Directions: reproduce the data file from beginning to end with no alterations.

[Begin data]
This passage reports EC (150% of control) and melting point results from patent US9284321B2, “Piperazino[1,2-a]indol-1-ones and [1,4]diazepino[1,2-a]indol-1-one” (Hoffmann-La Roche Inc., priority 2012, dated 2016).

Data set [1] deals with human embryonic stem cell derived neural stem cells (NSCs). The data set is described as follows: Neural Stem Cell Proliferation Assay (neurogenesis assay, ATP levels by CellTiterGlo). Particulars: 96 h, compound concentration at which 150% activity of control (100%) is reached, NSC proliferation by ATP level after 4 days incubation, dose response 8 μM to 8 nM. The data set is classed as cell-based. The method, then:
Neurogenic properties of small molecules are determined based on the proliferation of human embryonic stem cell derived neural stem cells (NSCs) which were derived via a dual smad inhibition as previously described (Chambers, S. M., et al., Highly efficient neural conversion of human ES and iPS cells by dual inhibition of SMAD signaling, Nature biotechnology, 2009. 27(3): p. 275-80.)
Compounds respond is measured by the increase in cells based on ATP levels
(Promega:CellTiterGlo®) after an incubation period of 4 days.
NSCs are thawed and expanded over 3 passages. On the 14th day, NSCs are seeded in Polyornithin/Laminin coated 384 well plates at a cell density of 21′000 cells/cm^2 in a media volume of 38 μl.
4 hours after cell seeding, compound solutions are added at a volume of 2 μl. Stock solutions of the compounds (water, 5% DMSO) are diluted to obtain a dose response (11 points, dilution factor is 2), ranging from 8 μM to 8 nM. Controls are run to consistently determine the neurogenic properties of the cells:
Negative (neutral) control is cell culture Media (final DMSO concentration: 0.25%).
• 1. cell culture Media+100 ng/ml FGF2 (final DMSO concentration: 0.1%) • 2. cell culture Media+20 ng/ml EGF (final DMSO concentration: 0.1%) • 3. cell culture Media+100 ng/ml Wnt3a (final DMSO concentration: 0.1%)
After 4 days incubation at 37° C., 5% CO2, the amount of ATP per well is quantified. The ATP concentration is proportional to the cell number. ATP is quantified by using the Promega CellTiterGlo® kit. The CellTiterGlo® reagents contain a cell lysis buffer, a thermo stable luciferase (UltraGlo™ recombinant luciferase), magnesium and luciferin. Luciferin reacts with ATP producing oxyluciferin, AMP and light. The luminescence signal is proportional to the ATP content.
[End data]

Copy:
This passage reports EC (150% of control) and melting point results from patent US9284321B2, “Piperazino[1,2-a]indol-1-ones and [1,4]diazepino[1,2-a]indol-1-one” (Hoffmann-La Roche Inc., priority 2012, dated 2016).

Data set [1] deals with human embryonic stem cell derived neural stem cells (NSCs). The data set is described as follows: Neural Stem Cell Proliferation Assay (neurogenesis assay, ATP levels by CellTiterGlo). Particulars: 96 h, compound concentration at which 150% activity of control (100%) is reached, NSC proliferation by ATP level after 4 days incubation, dose response 8 μM to 8 nM. The data set is classed as cell-based. The method, then:
Neurogenic properties of small molecules are determined based on the proliferation of human embryonic stem cell derived neural stem cells (NSCs) which were derived via a dual smad inhibition as previously described (Chambers, S. M., et al., Highly efficient neural conversion of human ES and iPS cells by dual inhibition of SMAD signaling, Nature biotechnology, 2009. 27(3): p. 275-80.)
Compounds respond is measured by the increase in cells based on ATP levels
(Promega:CellTiterGlo®) after an incubation period of 4 days.
NSCs are thawed and expanded over 3 passages. On the 14th day, NSCs are seeded in Polyornithin/Laminin coated 384 well plates at a cell density of 21′000 cells/cm^2 in a media volume of 38 μl.
4 hours after cell seeding, compound solutions are added at a volume of 2 μl. Stock solutions of the compounds (water, 5% DMSO) are diluted to obtain a dose response (11 points, dilution factor is 2), ranging from 8 μM to 8 nM. Controls are run to consistently determine the neurogenic properties of the cells:
Negative (neutral) control is cell culture Media (final DMSO concentration: 0.25%).
• 1. cell culture Media+100 ng/ml FGF2 (final DMSO concentration: 0.1%) • 2. cell culture Media+20 ng/ml EGF (final DMSO concentration: 0.1%) • 3. cell culture Media+100 ng/ml Wnt3a (final DMSO concentration: 0.1%)
After 4 days incubation at 37° C., 5% CO2, the amount of ATP per well is quantified. The ATP concentration is proportional to the cell number. ATP is quantified by using the Promega CellTiterGlo® kit. The CellTiterGlo® reagents contain a cell lysis buffer, a thermo stable luciferase (UltraGlo™ recombinant luciferase), magnesium and luciferin. Luciferin reacts with ATP producing oxyluciferin, AMP and light. The luminescence signal is proportional to the ATP content.